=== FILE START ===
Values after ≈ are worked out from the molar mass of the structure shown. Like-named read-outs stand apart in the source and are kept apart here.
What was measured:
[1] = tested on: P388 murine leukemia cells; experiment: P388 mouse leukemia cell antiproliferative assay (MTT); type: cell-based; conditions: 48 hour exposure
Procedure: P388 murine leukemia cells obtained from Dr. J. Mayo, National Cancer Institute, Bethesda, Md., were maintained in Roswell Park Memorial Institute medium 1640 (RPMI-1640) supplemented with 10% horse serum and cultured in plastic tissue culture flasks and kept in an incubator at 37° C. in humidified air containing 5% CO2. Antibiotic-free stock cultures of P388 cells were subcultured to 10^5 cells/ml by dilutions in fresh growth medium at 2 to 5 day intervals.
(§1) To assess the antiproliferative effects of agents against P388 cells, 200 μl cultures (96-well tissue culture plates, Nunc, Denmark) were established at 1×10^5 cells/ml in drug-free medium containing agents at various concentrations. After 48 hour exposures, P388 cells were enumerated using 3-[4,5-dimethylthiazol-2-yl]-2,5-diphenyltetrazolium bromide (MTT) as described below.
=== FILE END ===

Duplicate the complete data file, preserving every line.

Values after ≈ are worked out from the molar mass of the structure shown. Like-named read-outs stand apart in the source and are kept apart here.
What was measured:
[1] = tested on: P388 murine leukemia cells; experiment: P388 mouse leukemia cell antiproliferative assay (MTT); type: cell-based; conditions: 48 hour exposure
Procedure: P388 murine leukemia cells obtained from Dr. J. Mayo, National Cancer Institute, Bethesda, Md., were maintained in Roswell Park Memorial Institute medium 1640 (RPMI-1640) supplemented with 10% horse serum and cultured in plastic tissue culture flasks and kept in an incubator at 37° C. in humidified air containing 5% CO2. Antibiotic-free stock cultures of P388 cells were subcultured to 10^5 cells/ml by dilutions in fresh growth medium at 2 to 5 day intervals.
(§1) To assess the antiproliferative effects of agents against P388 cells, 200 μl cultures (96-well tissue culture plates, Nunc, Denmark) were established at 1×10^5 cells/ml in drug-free medium containing agents at various concentrations. After 48 hour exposures, P388 cells were enumerated using 3-[4,5-dimethylthiazol-2-yl]-2,5-diphenyltetrazolium bromide (MTT) as described below.